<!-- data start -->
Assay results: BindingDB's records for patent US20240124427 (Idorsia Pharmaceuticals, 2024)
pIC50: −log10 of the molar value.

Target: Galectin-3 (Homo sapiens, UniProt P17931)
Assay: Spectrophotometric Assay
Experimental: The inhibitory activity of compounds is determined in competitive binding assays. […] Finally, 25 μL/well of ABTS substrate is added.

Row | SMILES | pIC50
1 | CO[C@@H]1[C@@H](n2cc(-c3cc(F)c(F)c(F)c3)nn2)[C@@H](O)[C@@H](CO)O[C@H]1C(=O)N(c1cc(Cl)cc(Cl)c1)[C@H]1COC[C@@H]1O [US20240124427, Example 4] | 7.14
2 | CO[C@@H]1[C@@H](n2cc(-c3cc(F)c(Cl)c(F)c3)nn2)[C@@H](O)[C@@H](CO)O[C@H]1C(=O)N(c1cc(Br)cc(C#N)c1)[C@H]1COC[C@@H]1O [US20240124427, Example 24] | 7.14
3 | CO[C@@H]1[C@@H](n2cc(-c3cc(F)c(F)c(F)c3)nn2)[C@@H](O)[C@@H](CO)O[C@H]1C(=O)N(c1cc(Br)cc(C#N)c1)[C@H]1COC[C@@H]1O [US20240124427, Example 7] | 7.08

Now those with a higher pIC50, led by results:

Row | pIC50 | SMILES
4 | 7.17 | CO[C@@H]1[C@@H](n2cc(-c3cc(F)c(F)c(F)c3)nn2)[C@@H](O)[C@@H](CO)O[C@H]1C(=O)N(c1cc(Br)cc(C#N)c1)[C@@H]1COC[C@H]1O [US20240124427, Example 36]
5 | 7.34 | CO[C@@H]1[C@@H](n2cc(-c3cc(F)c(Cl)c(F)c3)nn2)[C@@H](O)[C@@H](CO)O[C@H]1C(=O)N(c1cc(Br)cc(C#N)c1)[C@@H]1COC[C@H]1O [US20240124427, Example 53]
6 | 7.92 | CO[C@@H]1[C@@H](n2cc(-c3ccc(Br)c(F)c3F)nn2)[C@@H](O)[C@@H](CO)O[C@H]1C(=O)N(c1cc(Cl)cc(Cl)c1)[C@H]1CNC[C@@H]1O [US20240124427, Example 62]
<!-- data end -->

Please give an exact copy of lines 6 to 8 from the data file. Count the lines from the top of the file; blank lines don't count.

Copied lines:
Row | SMILES | pIC50
1 | CO[C@@H]1[C@@H](n2cc(-c3cc(F)c(F)c(F)c3)nn2)[C@@H](O)[C@@H](CO)O[C@H]1C(=O)N(c1cc(Cl)cc(Cl)c1)[C@H]1COC[C@@H]1O [US20240124427, Example 4] | 7.14
2 | CO[C@@H]1[C@@H](n2cc(-c3cc(F)c(Cl)c(F)c3)nn2)[C@@H](O)[C@@H](CO)O[C@H]1C(=O)N(c1cc(Br)cc(C#N)c1)[C@H]1COC[C@@H]1O [US20240124427, Example 24] | 7.14